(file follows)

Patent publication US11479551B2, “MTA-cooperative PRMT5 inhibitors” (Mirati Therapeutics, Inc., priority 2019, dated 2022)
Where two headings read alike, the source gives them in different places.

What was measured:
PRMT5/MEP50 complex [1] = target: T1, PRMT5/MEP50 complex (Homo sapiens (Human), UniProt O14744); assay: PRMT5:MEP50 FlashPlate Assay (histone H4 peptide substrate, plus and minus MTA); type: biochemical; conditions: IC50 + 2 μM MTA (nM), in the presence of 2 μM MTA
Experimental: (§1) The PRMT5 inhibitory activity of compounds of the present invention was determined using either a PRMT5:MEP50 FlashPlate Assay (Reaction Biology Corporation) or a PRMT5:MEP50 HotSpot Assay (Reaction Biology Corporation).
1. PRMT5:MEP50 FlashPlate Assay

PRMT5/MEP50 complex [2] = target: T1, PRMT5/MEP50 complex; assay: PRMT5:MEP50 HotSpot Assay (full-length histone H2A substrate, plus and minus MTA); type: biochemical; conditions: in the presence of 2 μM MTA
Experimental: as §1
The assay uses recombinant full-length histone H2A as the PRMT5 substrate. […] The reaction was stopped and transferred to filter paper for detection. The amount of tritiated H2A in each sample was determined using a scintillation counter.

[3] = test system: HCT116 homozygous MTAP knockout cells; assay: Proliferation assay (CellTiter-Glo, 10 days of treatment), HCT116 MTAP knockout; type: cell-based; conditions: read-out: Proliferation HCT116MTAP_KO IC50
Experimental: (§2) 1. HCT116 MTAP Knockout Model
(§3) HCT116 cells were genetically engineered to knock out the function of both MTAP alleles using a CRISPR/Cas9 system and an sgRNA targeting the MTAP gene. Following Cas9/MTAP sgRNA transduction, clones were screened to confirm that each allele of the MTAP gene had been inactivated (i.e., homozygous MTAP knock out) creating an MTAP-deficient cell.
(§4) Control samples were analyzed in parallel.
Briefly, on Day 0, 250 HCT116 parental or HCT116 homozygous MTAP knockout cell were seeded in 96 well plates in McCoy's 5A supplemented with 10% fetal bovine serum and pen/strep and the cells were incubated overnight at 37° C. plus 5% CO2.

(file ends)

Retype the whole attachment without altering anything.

Patent publication US11479551B2, “MTA-cooperative PRMT5 inhibitors” (Mirati Therapeutics, Inc., priority 2019, dated 2022)
Where two headings read alike, the source gives them in different places.

What was measured:
PRMT5/MEP50 complex [1] = target: T1, PRMT5/MEP50 complex (Homo sapiens (Human), UniProt O14744); assay: PRMT5:MEP50 FlashPlate Assay (histone H4 peptide substrate, plus and minus MTA); type: biochemical; conditions: IC50 + 2 μM MTA (nM), in the presence of 2 μM MTA
Experimental: (§1) The PRMT5 inhibitory activity of compounds of the present invention was determined using either a PRMT5:MEP50 FlashPlate Assay (Reaction Biology Corporation) or a PRMT5:MEP50 HotSpot Assay (Reaction Biology Corporation).
1. PRMT5:MEP50 FlashPlate Assay

PRMT5/MEP50 complex [2] = target: T1, PRMT5/MEP50 complex; assay: PRMT5:MEP50 HotSpot Assay (full-length histone H2A substrate, plus and minus MTA); type: biochemical; conditions: in the presence of 2 μM MTA
Experimental: as §1
The assay uses recombinant full-length histone H2A as the PRMT5 substrate. […] The reaction was stopped and transferred to filter paper for detection. The amount of tritiated H2A in each sample was determined using a scintillation counter.

[3] = test system: HCT116 homozygous MTAP knockout cells; assay: Proliferation assay (CellTiter-Glo, 10 days of treatment), HCT116 MTAP knockout; type: cell-based; conditions: read-out: Proliferation HCT116MTAP_KO IC50
Experimental: (§2) 1. HCT116 MTAP Knockout Model
(§3) HCT116 cells were genetically engineered to knock out the function of both MTAP alleles using a CRISPR/Cas9 system and an sgRNA targeting the MTAP gene. Following Cas9/MTAP sgRNA transduction, clones were screened to confirm that each allele of the MTAP gene had been inactivated (i.e., homozygous MTAP knock out) creating an MTAP-deficient cell.
(§4) Control samples were analyzed in parallel.
Briefly, on Day 0, 250 HCT116 parental or HCT116 homozygous MTAP knockout cell were seeded in 96 well plates in McCoy's 5A supplemented with 10% fetal bovine serum and pen/strep and the cells were incubated overnight at 37° C. plus 5% CO2.